In Leviticus 16 the Lord instructs Moses on how Aaron, the high priest, is to enter the Holy Place once a year to make atonement for the sins of Israel.
It is to be a day of solemn fasting and refraining from work. It’s called the Day of Atonement.
Aaron is to wash and dress in his holy garments and sacrifice a bull for his own sins and the sins of his family and then sacrifice a goat for the sins of Israel.
We’ve read about atonement and the shedding of blood for sins before, but in this chapter there is a new element, the scapegoat.
There are two goats. God chooses which goat will be sacrificed and which will be sent out into the wilderness.
These are the two ways God deals with our sins. They are washed clean from our record by the blood and removed from His sight. Our spirits are right before Him and we can be in His presence and maintain relationship.
But the sins also have to be removed from our flesh. Our righteousness is not only ethereal; it’s practical. God doesn’t just save us in our sin; He saves us from our sin.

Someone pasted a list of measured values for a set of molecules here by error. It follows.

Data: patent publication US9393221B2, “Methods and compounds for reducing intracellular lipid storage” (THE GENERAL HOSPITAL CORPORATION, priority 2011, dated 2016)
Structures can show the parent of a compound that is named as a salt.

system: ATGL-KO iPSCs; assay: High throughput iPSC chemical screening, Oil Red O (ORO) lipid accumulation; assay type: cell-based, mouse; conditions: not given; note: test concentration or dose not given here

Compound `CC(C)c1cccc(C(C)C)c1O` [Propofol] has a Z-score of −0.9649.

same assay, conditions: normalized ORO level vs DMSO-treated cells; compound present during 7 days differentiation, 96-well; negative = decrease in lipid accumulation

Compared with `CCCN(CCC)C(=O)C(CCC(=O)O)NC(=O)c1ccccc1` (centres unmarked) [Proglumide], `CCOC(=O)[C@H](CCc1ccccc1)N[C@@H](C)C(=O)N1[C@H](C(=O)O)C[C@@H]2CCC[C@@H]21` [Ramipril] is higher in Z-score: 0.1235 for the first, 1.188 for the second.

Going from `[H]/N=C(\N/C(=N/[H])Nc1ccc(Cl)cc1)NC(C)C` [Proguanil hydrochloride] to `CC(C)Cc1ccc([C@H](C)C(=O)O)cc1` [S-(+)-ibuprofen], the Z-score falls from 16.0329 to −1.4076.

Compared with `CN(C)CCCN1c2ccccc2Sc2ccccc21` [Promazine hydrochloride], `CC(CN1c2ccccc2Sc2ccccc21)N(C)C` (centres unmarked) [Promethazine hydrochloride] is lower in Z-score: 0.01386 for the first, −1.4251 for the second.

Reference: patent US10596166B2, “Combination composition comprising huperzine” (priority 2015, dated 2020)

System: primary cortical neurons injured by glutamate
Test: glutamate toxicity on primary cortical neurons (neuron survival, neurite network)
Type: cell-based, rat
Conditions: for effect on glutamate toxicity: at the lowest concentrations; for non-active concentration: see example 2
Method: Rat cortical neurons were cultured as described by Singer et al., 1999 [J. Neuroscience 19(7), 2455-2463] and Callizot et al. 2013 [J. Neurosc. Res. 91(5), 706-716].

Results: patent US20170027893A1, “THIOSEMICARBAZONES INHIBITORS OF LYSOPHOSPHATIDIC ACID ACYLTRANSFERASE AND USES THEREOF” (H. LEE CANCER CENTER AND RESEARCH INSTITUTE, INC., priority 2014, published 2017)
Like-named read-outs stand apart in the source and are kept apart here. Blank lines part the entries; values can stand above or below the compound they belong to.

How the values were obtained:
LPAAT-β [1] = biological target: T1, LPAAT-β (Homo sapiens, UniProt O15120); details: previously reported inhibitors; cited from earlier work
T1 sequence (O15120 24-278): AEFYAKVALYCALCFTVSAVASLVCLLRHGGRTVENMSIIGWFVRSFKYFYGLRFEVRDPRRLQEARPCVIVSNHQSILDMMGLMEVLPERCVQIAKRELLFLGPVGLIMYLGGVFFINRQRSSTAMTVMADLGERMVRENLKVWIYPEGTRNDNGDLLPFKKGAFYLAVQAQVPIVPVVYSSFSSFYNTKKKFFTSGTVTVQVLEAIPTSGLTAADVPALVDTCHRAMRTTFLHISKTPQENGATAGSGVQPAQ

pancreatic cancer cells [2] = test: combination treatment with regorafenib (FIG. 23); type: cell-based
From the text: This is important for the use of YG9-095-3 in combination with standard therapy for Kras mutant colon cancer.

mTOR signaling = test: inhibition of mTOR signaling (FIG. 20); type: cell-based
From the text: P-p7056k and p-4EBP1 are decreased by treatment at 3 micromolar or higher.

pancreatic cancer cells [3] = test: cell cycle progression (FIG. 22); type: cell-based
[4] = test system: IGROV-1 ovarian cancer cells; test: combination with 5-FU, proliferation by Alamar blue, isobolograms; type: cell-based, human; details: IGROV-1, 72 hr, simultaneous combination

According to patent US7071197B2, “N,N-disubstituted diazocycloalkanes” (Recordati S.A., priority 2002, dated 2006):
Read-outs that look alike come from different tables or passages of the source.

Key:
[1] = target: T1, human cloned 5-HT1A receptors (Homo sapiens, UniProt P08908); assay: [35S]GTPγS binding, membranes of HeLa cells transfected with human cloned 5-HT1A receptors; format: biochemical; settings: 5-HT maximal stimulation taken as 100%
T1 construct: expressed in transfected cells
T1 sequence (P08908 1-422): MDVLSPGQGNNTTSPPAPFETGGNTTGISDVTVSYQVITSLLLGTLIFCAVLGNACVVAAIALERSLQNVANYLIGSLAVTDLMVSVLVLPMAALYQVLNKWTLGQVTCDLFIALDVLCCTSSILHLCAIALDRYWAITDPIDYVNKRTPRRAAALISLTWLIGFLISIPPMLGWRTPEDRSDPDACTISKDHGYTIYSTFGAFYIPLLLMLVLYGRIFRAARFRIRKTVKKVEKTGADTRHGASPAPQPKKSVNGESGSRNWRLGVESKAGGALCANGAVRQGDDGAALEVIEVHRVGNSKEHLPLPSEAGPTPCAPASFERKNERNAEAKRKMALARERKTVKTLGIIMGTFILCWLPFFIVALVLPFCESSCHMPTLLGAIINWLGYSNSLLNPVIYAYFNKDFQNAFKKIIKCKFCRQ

The scapegoat has the sins of the people laid on it. Then it is sent out to a remote area in the wilderness.
And that’s where God deals with our flesh, in the wilderness. Even Jesus went into the wilderness for 40 days, though just 40 days; he was successful in overcoming every temptation the first time.
The Israelites wander in their wilderness for 40 years. Most don’t overcome their flesh and die there without ever receiving their inheritance in the Promised Land.
The apostle Paul spends time in his wilderness, shortly after becoming a believer. It’s where God refined and trained him, teaching Paul Himself.
In the wilderness we learn to die to the flesh and rely on God alone as Savior. It’s where we develop relationship with Him through that reliance instead of having a vicarious relationship through parents, pastors, or teachers. That, by the way, is what the Israelites did, those who died in their wilderness. They said they didn’t want to hear God speak and wanted to only hear from Moses. (Exodus 20:19)
The wilderness from the wrong perspective is a time of loneliness and lack, but from the right one, it’s a place of sweet fellowship and miracles.